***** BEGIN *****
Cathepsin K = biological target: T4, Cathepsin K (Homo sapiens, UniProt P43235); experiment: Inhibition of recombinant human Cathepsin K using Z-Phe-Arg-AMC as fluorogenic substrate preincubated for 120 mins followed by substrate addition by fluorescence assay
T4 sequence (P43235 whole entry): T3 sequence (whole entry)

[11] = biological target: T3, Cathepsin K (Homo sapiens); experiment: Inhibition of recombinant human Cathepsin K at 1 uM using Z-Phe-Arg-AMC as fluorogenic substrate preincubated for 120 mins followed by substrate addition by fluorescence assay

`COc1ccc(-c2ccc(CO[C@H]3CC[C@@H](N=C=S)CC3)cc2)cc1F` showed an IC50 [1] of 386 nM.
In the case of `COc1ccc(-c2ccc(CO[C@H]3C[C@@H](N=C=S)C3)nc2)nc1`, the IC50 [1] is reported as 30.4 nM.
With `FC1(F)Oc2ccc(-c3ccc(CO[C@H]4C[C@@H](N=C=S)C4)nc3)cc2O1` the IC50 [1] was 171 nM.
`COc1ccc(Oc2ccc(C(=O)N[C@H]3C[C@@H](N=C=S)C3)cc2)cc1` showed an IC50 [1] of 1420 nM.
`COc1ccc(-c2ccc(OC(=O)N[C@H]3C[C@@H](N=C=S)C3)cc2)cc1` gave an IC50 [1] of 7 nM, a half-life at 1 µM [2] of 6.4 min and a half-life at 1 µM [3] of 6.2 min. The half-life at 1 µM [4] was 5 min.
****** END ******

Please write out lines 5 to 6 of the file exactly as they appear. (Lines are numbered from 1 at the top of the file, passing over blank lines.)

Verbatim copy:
In the case of `COc1ccc(-c2ccc(CO[C@H]3C[C@@H](N=C=S)C3)nc2)nc1`, the IC50 [1] is reported as 30.4 nM.
With `FC1(F)Oc2ccc(-c3ccc(CO[C@H]4C[C@@H](N=C=S)C4)nc3)cc2O1` the IC50 [1] was 171 nM.